King & Spalding
Recent News in the RadioShack Bankruptcy Case: Court Resolves Intercreditor Dispute in Favor of Senior Lenders
By Sarah R. Borders, Jeffrey R. Dutson and Elizabeth Tramm
On May 11, 2016, the Delaware Bankruptcy Court issued an opinion in the RadioShack bankruptcy case addressing an intercreditor dispute between Salus Capital Partners, LLC, the “Last Out” lender in RadioShack’s pre-petition $250 million term loan facility (“Salus”), and the lenders under RadioShack’s pre-petition $585 million ABL facility (the “ABL Lenders”). Salus argued that a pre-petition restructuring of the ABL facility violated the intercreditor agreement between the ABL Lenders and the term loan lenders (including Salus) (the “Intercreditor Agreement”) and resulted in the ABL Lenders losing certain rights under the Intercreditor Agreement. The Court, interpreting the senior-debt-cap provision and the amendments provision of the Intercreditor Agreement, disagreed and held that the restructuring was permissible under the Intercreditor Agreement.
Fourteen months prior to bankruptcy, in December 2013, RadioShack entered into financing arrangements with two groups of lenders.1 One group (the “Original ABL Lenders”) agreed to provide RadioShack with a $585 million ABL facility, consisting of a $535 million revolving credit facility and a $50 million term loan (collectively, the “Original ABL Credit Agreement”). Another group of lenders, made up of Salus and certain other lenders (the “SCP Lenders”), agreed to provide a $250 million term loan.
Pursuant to the Intercreditor Agreement, the Original ABL Lenders were granted liens that were senior to the liens of the SCP Lenders on RadioShack’s inventory and accounts receivable (the “ABL Collateral”) for the aggregate principal amount of the ABL Lenders’ loans up to the “Maximum ABL Facility Amount.”2 The Maximum ABL Facility Amount was defined as “the Aggregate Revolving Loan Commitments minus any permanent reductions in the Revolving Loan Commitments.” The term “Aggregate Revolving Loan Commitments” was defined in the Original ABL Credit Agreement as “the combined Revolving Loan Commitments of the [ABL] Lenders, which shall initially be in the amount of $535,000,000, as such amount may be reduced from time to time pursuant to this Agreement.”3 Thus, reading the Intercreditor Agreement in conjunction with the Original ABL Credit Agreement, the Original ABL Lenders were granted liens senior to the liens of the SCP Lenders on the ABL Collateral for the aggregate principal amount of the ABL Lenders’ loans up to $535 million, as such amount may be reduced from time to time pursuant to the Original ABL Credit Agreement, minus any permanent reduction to the Revolving Loan Commitments.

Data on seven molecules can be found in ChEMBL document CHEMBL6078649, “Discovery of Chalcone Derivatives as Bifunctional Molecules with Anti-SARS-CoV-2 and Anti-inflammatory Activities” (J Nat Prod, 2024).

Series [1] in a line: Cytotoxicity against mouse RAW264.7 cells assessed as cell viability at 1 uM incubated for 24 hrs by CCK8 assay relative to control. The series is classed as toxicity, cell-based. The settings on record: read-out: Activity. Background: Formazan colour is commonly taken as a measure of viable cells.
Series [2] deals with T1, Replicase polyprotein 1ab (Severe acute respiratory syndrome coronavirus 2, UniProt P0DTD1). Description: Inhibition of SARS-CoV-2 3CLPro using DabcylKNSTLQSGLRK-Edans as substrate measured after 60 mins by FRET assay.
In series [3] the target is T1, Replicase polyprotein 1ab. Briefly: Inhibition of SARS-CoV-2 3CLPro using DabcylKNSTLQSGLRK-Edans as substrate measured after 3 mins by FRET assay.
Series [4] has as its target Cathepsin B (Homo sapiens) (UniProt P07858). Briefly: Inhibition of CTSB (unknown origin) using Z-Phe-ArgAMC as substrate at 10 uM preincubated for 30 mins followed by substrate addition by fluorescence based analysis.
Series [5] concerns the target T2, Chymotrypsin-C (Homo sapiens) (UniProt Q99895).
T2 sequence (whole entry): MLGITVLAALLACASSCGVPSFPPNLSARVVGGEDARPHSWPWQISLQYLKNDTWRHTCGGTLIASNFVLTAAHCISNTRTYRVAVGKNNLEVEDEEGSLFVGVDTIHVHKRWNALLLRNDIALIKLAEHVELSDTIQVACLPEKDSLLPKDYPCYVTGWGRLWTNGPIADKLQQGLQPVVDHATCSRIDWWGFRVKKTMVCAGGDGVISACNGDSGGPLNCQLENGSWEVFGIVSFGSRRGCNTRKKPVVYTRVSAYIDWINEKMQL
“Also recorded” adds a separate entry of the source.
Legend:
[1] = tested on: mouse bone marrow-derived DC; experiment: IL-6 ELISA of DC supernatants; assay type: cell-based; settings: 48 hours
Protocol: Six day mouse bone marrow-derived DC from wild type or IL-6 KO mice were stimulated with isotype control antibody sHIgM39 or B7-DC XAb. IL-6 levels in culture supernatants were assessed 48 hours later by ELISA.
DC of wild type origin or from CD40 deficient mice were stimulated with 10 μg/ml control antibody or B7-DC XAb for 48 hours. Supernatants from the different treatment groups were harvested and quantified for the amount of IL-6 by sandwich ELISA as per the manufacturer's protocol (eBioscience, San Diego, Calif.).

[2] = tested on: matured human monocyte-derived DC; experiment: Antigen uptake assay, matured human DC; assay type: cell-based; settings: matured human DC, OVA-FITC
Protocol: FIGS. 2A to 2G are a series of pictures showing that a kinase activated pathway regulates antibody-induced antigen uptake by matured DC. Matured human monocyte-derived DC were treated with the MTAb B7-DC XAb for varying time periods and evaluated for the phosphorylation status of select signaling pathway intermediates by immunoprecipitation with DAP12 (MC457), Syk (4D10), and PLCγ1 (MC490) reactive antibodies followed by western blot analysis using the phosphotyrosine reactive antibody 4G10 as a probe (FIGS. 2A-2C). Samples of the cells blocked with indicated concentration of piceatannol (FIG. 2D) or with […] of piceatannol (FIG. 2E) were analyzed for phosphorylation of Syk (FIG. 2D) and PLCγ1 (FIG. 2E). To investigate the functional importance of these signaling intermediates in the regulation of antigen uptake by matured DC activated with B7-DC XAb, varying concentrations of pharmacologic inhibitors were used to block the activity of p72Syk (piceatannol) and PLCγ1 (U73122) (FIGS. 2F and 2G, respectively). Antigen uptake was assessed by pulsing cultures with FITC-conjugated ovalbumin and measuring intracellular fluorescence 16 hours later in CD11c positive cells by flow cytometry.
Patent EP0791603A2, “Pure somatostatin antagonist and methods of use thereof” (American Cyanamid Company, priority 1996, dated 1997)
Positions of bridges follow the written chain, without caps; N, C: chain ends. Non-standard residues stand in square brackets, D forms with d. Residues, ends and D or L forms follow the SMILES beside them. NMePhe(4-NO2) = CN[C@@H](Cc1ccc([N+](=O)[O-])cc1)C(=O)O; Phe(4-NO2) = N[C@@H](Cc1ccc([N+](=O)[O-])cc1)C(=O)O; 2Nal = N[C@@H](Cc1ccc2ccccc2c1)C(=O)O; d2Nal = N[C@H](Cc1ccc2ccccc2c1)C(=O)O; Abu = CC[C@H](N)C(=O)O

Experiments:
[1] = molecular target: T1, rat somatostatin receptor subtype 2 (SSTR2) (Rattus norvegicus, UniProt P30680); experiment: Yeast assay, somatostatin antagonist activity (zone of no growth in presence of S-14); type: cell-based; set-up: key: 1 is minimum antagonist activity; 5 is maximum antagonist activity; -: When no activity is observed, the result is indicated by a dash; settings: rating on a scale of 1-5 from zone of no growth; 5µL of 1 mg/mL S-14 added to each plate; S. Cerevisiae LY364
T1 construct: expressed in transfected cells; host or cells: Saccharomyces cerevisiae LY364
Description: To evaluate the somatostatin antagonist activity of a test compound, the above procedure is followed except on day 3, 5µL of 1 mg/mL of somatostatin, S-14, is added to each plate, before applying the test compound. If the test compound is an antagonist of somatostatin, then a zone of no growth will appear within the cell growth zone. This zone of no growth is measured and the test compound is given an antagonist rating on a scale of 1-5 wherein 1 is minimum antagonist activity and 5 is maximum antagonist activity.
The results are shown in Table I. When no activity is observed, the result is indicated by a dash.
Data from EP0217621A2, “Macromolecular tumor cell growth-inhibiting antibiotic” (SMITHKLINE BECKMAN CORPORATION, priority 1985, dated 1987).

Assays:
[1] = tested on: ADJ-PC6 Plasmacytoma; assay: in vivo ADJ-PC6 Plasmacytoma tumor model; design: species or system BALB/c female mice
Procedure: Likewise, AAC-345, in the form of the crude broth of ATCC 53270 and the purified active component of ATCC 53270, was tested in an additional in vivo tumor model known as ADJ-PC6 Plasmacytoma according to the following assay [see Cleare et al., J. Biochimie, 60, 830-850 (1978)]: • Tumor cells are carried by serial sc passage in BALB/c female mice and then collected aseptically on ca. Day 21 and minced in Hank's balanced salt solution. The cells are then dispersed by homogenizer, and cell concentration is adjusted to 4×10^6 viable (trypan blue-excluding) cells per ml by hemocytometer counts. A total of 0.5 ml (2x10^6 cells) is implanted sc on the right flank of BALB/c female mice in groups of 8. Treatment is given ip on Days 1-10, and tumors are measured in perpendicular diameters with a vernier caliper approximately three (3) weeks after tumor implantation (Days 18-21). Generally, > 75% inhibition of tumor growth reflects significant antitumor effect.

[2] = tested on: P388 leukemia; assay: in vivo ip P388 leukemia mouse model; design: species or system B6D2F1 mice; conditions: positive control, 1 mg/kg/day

In October 2014, the Original ABL Lenders sold their interests under the Original ABL Credit Agreement to the ABL Lenders. RadioShack and the ABL Lenders then amended the Original ABL Credit Agreement (the “Amended ABL Credit Agreement”) by restructuring the $535 million revolving credit facility into (i) a $275 million term out revolving loan, (ii) a $120 million letter of credit facility, and (iii) a $140 million revolving credit facility.4
In February 2015, RadioShack filed bankruptcy. During the course of the bankruptcy, the ABL Lenders received over $232 million from proceeds of the ABL Collateral.5